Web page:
In 1985 he told the BBC documentary, Real Lives: At the Edge of the Union “We don’t believe that winning elections and winning any amount of votes will win freedom in Ireland.”

“At the end of the day,” he said, “it will be the cutting edge of the IRA which will bring freedom.”

And in 2002 the BBC journalist Nick Robinson posed him a question that we would all have liked a truthful answer to.

‘So, finally, if you can agree a truth and reconciliation Process and that’s a big ‘if’, that there may come a day where Martin McGuinness can be ‘full and frank’, even about the things perhaps you’re ashamed of, things in the past that the IRA did?’

The answer: ‘Well, the, the IRA have done things in the past which were wrong and I have spoken up on countless occasions about that and so has Gerry Adams, but I haven’t done anything that I’m ashamed of.’

It was an answer that many of the IRA’s victims would disagree with. Like the family of Patsy Gillespie, the first IRA ‘human bomb’ who was killed along with 5 British soldiers at Coshquin when the IRA detonated the explosives he had been forced to carry at gunpoint to a border checkpoint.

As recently as last week, in a day at Stormont organized by Jim Allister, head of the TUV to mark the European Day of Remembrance of Victims of Terrorism, victims shared their experiences and criticized the lack of justice for victims of the conflict.

David Kelly, whose father Patrick was a private in the Irish army, was murdered in Ballinamore during a shootout in December 1983 by the IRA kidnap gang who had captured the British supermarket chief, Don Tidey. Recalling the occasion on which he confronted Martin McGuinness in Kelly’s home town of Athlone during McGuinness’ failed bid to become Irish President in 2011, Kelly recalled. ‘I said…You want to be president of Ireland – can you assist me in finding out who murdered my father?’

‘He told me it was time to move on. He said that to my face’.

Could anyone else have brought the IRA to a cessation of violence without an admission of defeat?

It is unlikely. His journey is the journey of the peace process, the journey of a man who died as dedicated an Irish republican as he had lived.

It was Martin McGuinness, not Gerry Adams, who became deputy first minister in the Stormont Executive. And it was McGuinness, not Adams, who shook hands with the Queen and wore a white tie to dine at Windsor Castle. Republican dissidents jeered at him for that, calling him ‘Banquet Man’.

Remember how Shakespeare brings Othello to a close? “I have done the State some service; and they know’t”. A few lines later, Othello talks of himself as someone who was “perplexed in the extreme” and who had “traduced the State” .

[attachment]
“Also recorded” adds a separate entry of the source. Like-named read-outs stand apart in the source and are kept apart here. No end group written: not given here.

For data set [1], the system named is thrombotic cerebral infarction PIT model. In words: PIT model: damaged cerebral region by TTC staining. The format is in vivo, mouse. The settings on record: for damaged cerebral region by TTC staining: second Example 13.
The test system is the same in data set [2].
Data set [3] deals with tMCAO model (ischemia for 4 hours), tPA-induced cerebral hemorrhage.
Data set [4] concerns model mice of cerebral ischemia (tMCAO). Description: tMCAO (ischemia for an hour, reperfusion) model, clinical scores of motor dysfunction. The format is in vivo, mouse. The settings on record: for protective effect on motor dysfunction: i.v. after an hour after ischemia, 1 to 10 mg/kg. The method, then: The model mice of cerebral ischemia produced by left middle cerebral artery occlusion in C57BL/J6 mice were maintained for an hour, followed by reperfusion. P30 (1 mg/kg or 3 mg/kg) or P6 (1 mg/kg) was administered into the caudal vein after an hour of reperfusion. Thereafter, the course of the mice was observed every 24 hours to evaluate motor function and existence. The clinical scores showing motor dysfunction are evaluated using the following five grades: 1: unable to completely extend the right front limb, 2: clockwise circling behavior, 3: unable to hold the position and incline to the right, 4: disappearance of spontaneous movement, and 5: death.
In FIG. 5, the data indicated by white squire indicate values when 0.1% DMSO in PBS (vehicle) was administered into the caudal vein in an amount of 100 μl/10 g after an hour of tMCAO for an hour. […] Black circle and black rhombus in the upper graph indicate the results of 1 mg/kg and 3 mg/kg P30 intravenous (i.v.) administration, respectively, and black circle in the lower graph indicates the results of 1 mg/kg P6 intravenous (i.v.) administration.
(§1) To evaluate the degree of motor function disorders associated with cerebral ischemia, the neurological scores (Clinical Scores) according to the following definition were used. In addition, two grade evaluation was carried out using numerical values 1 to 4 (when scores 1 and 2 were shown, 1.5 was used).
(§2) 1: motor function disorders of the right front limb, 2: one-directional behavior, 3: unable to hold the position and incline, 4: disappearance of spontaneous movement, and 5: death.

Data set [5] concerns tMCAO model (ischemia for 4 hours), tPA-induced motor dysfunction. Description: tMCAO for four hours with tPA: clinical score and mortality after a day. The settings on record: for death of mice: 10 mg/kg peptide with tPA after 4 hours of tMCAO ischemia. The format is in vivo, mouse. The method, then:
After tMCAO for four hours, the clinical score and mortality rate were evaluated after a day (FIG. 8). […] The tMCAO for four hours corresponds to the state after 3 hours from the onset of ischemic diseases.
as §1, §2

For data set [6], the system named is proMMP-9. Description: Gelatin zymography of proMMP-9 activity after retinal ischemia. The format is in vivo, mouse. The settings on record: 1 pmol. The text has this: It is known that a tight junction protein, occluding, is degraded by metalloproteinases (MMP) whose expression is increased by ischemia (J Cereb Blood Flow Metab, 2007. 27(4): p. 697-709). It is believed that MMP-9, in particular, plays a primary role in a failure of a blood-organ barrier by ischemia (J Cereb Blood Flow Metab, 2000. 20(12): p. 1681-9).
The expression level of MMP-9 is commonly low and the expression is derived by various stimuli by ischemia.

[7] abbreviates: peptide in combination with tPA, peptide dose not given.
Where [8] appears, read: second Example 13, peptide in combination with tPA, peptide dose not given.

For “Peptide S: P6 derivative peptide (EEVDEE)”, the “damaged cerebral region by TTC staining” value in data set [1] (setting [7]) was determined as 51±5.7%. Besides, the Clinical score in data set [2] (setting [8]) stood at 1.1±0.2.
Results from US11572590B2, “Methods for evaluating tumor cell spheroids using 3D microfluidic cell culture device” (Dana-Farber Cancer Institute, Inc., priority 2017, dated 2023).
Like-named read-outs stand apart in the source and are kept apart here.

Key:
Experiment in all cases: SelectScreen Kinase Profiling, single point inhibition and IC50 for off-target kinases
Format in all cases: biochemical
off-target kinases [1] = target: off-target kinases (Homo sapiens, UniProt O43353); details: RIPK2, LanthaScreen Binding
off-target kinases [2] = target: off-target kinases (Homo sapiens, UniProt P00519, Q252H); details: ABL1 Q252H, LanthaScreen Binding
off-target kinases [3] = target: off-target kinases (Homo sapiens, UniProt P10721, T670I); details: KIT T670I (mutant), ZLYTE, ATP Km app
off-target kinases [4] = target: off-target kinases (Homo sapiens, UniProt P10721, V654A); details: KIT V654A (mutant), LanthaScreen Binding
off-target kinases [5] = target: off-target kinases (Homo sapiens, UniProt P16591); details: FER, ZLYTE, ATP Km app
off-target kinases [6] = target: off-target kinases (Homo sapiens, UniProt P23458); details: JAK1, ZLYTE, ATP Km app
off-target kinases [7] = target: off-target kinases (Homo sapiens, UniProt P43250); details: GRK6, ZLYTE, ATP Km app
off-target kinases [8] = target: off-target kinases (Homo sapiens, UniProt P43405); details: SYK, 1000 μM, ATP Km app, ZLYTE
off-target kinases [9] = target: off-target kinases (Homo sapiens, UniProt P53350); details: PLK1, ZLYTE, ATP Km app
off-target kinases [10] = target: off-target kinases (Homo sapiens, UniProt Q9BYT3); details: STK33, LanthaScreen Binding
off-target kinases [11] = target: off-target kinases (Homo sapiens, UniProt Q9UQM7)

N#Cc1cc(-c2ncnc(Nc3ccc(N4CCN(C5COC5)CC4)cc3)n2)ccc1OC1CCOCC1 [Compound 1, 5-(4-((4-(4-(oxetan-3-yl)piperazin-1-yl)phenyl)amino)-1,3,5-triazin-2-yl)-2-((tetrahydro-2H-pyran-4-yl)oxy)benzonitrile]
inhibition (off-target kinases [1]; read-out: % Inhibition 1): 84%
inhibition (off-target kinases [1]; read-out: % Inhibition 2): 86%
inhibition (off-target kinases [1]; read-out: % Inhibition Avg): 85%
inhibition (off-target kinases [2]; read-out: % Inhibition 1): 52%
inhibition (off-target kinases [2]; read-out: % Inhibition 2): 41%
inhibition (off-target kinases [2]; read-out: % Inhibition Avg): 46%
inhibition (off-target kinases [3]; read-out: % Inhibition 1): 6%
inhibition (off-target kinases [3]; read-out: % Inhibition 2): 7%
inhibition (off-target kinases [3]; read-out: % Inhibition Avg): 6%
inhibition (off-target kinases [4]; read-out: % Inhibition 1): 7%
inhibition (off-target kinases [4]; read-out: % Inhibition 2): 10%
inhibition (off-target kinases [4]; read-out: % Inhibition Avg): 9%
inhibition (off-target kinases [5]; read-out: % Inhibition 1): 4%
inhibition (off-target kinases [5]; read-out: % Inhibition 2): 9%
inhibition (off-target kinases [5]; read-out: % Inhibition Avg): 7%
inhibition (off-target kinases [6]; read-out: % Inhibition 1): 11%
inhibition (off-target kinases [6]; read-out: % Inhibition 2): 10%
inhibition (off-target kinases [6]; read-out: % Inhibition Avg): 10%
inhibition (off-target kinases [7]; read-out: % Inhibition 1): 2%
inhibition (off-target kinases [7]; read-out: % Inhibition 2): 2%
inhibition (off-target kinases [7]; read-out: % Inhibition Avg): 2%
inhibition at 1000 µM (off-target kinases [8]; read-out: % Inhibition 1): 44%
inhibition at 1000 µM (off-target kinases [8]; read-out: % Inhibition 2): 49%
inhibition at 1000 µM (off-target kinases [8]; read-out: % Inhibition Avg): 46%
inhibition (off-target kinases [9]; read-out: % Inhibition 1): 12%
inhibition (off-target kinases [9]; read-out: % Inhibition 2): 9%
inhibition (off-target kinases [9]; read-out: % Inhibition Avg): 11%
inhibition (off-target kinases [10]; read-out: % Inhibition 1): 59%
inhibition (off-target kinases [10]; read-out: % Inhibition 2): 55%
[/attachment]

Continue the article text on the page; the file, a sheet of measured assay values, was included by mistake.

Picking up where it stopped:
At the end of the day, history will record how Martin McGuinness is remembered. It is to be hoped that he has left some account of his actions, of his thinking, not just for the victims of the IRA, but for our children and our children’s children. They deserve no less.

But the fear will remain: that his secrets will go to the grave with him.


  • MainlandUlsterman

    Just to respond to your last point as there’s a lot there. I uderstand this is how the brain works when it comes to memory, it consortinas and it picks out highlights. But the point about what you call the statistical porridge is that it is System 2 thinking, more deliberate and rational, recovering the parts that System 1 (the part that take shortcuts) misses, using the Kahneman/Tversky dichotomy of how we think –,_Fast_and_Slow
    System 1 is great but we can’t completely rely on System 1 alone for accurate accounts of events. It navigates from shiny object to shiny object. You are right that story-telling likes this approach too. Trump loves it, as all propagandists too. There is infinite choice of which incidents to use as your landmarks, so infinite ability to make the story you want that way. What there isn’t is rigour.

    Does that matter? Well it sort of does, if getting to the truth is important. Stories are just that, stories. People who have to apply rigour in assembling a true account, for its own sake – a robust truth that can withstand questioning – need more than just the highlights. In the upper echelons of legal deliberating, for example, you’re not going to get away with it, as someone smart with a better version that better fits the facts will win the day. Likewise in academia. Likewise in my field of market research.